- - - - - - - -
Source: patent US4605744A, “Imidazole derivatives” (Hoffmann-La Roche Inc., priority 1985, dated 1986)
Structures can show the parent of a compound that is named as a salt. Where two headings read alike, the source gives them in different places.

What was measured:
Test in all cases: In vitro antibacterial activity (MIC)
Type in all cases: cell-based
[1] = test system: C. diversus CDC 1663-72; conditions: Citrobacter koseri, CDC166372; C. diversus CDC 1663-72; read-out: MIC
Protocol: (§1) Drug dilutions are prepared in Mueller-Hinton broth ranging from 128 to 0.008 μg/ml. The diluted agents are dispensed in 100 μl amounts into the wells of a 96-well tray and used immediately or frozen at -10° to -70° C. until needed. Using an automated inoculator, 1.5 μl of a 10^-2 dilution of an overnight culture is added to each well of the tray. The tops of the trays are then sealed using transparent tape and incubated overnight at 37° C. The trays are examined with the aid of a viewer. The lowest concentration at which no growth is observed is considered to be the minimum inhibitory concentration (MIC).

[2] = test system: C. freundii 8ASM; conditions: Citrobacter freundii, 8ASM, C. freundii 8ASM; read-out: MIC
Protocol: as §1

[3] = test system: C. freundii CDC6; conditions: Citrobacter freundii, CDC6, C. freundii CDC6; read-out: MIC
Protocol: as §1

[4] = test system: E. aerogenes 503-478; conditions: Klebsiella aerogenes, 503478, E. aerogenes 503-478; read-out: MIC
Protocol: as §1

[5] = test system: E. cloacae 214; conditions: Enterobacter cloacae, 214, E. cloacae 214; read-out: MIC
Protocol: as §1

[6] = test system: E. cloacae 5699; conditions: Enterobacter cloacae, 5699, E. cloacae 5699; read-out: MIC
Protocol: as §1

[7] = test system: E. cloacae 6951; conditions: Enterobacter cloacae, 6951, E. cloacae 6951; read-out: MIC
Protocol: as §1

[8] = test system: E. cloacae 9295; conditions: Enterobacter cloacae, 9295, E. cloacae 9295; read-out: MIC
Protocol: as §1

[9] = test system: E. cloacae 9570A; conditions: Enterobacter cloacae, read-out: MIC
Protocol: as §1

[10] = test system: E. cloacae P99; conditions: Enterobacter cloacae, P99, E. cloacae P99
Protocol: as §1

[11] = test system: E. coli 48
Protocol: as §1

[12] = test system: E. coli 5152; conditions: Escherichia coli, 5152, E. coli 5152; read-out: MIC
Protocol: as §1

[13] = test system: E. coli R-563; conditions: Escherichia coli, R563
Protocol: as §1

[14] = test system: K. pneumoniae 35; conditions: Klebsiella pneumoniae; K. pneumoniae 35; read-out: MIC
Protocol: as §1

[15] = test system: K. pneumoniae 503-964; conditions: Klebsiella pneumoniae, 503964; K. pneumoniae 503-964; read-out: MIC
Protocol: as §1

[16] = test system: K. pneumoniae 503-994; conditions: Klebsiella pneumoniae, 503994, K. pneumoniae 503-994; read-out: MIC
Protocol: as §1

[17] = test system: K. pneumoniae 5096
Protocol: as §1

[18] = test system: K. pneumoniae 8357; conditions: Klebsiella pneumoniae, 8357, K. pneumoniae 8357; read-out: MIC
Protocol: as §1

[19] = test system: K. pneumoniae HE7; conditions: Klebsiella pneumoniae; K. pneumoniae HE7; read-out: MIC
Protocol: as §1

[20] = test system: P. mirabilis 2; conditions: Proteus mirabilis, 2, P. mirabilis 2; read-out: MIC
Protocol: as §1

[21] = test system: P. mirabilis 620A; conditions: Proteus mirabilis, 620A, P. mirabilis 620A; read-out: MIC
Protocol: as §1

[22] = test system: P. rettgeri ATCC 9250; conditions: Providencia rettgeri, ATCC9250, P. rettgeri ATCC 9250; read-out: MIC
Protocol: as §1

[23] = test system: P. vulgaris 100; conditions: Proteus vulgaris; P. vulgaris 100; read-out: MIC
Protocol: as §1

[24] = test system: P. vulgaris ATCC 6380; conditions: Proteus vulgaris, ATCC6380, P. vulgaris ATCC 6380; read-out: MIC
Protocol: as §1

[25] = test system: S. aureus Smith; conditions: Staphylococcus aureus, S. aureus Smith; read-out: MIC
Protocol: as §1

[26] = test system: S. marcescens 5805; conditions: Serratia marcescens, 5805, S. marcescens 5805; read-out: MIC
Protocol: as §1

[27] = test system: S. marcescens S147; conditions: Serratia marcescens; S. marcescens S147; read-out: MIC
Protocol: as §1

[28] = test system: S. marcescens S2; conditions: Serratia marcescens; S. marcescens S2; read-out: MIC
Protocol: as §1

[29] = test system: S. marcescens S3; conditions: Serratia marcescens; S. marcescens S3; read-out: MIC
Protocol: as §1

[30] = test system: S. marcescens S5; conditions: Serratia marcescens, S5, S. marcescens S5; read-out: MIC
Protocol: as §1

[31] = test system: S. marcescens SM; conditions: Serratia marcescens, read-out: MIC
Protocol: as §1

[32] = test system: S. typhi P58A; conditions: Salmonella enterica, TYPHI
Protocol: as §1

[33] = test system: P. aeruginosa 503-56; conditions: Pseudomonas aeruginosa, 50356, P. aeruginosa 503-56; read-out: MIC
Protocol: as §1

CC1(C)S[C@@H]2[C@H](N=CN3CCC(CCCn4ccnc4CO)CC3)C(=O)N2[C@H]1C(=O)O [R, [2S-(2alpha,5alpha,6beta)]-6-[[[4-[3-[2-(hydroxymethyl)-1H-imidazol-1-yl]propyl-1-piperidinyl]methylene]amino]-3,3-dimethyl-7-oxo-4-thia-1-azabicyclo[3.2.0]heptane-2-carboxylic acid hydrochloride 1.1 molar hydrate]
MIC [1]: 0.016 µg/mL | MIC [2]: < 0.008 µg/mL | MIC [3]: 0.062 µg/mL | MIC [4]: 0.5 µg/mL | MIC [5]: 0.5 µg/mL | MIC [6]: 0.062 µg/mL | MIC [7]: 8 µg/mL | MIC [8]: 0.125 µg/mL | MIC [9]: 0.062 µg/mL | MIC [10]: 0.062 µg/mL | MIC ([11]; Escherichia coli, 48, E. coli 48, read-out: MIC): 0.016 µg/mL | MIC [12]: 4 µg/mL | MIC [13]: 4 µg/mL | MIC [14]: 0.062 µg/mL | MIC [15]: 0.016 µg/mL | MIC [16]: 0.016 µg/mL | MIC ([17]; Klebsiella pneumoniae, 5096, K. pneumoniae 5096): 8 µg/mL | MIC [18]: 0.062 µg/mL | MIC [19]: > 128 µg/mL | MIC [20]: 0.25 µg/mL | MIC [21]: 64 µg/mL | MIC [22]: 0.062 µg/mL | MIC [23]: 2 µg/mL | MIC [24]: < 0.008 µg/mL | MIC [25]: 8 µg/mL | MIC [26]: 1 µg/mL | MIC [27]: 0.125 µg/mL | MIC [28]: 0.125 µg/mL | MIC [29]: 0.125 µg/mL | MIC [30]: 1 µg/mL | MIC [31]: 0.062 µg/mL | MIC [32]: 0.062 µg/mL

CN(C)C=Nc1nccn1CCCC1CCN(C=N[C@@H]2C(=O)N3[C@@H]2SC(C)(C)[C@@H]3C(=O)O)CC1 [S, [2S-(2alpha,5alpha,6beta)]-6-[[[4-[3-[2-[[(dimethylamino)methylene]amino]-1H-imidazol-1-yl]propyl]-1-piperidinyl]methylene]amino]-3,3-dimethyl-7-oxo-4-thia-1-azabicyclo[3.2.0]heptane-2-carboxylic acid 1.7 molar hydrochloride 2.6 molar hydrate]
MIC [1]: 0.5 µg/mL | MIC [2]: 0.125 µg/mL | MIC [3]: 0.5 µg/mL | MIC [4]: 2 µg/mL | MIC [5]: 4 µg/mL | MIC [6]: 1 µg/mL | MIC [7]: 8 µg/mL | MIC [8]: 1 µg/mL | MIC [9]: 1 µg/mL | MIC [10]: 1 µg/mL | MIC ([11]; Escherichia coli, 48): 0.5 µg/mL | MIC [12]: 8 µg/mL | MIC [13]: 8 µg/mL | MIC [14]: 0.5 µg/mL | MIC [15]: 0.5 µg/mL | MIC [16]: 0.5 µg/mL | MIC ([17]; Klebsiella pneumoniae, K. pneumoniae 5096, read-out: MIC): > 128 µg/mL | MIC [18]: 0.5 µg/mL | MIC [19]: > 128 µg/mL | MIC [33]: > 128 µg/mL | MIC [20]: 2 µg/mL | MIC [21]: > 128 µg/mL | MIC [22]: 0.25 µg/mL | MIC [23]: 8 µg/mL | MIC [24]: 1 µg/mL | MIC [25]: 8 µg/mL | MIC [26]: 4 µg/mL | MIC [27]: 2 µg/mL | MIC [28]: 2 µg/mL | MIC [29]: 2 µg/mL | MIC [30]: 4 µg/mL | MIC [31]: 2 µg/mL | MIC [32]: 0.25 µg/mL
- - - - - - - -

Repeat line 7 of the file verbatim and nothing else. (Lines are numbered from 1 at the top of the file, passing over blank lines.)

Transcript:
Protocol: (§1) Drug dilutions are prepared in Mueller-Hinton broth ranging from 128 to 0.008 μg/ml. The diluted agents are dispensed in 100 μl amounts into the wells of a 96-well tray and used immediately or frozen at -10° to -70° C. until needed. Using an automated inoculator, 1.5 μl of a 10^-2 dilution of an overnight culture is added to each well of the tray. The tops of the trays are then sealed using transparent tape and incubated overnight at 37° C. The trays are examined with the aid of a viewer. The lowest concentration at which no growth is observed is considered to be the minimum inhibitory concentration (MIC).